Although I don't support subdermal or transdermal implants being performed in body art studios, the laws written should be more thoroughly considered to best protect the industry it regulates as well as the public.
Moving on to numbers 11 and 12.
Definition 11 defines 'scarification' as injury of the skin involving scratching, etching, or cutting of designs to produce a scar on a human being for ornamentation or decoration;
It is followed directly by number 12 which defines 'tattooing' as any method of placing designs, letters, scrolls, figures, symbols, or any other marks upon or under the skin by introducing pigments or by the production of scars to form indelible marks with the aid of needles or other instruments.
I feel that more time should be taken in writing legislation which governs an entire industry to prevent such obvious contradictions from occurring. Unfortunately, when asked to define these topics for the state, our information on the matter was not taken into account as SB387 was written, and the result is a bill which is apparent in its lack of research.
Pursuing a ban on scarification, I feel, is a reaction being made by the state out of fear of a form of body art which was not understood before this was written. Lack of education when writing a bill like this is not only irresponsible, it is unacceptable.
For those unfamiliar with scarification, it is equivalent in the depth and comparable in risk to that of a tattoo without ink. The result is the intentional application of scars for the purpose of decoration. The state's fear of high infection rates is unfounded, as the initial healing time is faster than even that of many basic body piercings.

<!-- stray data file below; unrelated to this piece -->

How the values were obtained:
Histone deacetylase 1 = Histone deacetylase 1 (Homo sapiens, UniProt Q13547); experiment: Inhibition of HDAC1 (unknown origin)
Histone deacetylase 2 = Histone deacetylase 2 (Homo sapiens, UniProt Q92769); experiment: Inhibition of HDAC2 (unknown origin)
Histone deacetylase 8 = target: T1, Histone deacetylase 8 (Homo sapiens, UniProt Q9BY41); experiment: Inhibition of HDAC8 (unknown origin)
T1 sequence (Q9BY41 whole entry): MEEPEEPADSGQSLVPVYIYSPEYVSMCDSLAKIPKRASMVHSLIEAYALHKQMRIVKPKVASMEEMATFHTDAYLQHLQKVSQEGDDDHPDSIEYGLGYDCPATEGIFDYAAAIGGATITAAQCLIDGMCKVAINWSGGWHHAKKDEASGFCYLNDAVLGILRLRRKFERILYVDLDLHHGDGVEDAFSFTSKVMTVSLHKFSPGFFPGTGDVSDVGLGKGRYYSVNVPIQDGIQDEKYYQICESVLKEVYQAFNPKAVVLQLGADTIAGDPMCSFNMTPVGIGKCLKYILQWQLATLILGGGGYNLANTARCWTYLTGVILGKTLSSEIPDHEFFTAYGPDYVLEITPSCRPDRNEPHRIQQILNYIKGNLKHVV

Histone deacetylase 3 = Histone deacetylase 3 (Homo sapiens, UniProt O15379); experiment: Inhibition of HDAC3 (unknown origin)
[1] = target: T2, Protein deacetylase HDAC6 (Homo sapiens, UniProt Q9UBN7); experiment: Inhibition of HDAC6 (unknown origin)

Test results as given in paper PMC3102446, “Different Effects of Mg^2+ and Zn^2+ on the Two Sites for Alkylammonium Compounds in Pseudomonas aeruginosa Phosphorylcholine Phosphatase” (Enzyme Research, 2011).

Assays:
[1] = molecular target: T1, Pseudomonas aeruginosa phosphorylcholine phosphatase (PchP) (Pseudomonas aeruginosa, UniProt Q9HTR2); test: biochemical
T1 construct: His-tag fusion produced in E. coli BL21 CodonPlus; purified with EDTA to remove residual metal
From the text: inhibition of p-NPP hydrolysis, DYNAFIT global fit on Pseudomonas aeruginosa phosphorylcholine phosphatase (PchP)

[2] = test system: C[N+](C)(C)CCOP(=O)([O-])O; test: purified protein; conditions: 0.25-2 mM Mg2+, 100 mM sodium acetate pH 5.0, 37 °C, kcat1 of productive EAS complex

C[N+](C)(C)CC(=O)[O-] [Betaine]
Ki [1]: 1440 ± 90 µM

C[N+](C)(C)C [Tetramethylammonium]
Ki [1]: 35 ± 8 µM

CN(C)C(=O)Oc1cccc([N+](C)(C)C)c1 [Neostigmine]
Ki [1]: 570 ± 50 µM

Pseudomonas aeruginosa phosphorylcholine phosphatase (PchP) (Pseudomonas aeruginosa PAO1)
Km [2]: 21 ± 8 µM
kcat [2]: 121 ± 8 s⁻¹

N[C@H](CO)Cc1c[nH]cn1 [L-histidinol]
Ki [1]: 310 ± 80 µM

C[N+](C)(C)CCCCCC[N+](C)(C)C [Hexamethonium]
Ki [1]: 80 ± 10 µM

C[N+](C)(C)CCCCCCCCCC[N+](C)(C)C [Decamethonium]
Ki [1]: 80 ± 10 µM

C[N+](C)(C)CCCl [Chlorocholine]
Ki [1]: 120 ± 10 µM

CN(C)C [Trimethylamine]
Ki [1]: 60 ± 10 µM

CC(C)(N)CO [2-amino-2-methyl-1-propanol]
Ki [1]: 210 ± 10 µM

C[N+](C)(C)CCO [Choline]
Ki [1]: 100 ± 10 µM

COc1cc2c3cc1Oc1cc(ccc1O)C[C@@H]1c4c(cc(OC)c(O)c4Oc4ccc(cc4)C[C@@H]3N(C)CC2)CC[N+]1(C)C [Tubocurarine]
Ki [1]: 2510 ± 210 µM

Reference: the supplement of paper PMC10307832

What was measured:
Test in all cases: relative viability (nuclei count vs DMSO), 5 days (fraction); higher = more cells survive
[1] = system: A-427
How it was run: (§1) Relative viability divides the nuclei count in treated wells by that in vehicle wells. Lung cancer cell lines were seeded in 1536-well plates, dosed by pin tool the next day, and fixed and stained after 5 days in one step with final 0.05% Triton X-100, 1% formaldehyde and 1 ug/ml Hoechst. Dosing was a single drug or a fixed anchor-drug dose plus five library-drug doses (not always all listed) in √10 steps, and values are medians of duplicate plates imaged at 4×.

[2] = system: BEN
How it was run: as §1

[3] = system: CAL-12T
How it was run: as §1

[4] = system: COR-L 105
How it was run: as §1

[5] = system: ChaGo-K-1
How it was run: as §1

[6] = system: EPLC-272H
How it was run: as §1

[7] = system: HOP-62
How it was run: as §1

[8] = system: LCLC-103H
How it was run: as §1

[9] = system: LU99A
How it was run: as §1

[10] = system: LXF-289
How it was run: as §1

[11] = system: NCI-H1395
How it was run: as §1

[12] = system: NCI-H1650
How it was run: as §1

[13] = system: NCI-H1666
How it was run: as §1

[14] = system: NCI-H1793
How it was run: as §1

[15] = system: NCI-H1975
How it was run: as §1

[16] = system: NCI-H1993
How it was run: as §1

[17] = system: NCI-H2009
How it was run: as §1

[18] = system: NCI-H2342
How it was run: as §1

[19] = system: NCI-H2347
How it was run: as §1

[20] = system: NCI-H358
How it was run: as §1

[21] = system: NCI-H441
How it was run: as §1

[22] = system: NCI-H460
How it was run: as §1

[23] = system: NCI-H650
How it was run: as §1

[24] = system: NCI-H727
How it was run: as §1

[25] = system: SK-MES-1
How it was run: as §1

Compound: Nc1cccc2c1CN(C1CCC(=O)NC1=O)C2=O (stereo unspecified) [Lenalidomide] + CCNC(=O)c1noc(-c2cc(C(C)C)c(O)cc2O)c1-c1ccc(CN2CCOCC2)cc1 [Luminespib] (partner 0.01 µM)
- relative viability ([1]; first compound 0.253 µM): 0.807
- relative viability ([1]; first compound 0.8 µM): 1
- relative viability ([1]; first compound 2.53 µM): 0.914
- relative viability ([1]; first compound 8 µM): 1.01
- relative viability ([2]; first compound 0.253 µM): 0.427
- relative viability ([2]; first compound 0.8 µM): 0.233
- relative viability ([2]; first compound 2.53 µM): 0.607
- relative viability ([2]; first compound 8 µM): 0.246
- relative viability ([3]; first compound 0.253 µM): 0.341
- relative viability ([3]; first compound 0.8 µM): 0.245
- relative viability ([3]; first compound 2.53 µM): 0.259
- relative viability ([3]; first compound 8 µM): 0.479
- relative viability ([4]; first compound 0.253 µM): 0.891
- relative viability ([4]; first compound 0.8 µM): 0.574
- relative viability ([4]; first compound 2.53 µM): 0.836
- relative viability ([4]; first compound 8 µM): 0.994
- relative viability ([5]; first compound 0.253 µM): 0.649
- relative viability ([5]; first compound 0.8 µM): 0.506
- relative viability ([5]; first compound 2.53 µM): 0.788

Scarification isn't something new. It dates back as far as tattooing, and has been a successful worldwide industry of its own, equivalent to other licensed forms of body art, for over a decade with educational conferences, seminars, and workshops dedicated to teaching and educating artists. To simply turn our heads and pretend it isn't there is a huge mistake and one that will have consequences suffered by the public.
With this bill, professionals abide by the law and cease offering this service, and scarification is left to be performed underground by untrained individuals with no knowledge of asepsis or cross contamination. The public is left with no safe route in which to pursue this art form. It is a reality of what the outcome of this bill will be.
We can look at Oklahoma as proof of this, which chose to stand by its ban on tattooing for so long. Tattooing was still performed during the ban in almost every city in Oklahoma, but with no regulation or law to govern the practice because it was performed illegally. I am asking that this not happen in Arkansas. As a member of the body art industry in our state, I don't want to see us take a step backward in progression and safety. The right choice, and the choice which puts the welfare of the public first is to vote no on this bill. We simply can not allow laws to be passed based solely upon unresearched opinions.
I don't want to insinuate that I am against regulation within my industry. I have spent a great deal of time over the last year fighting to get stricter regulation for the body art industry to ensure the safety of the public. I am not a supporter of reckless unregulated body art. But in the case of scarification, regulation is what is needed to maintain the safety of the public health, not a ban on the practice.
I understand the image our industry has and the ease in judging us as being a group who are untrained or uneducated individuals. I assure that this isn't the case. Please allow us to work with the state to regulate this field and keep it a safe practice by voting against passing SB387 and against the harm it will do in our state.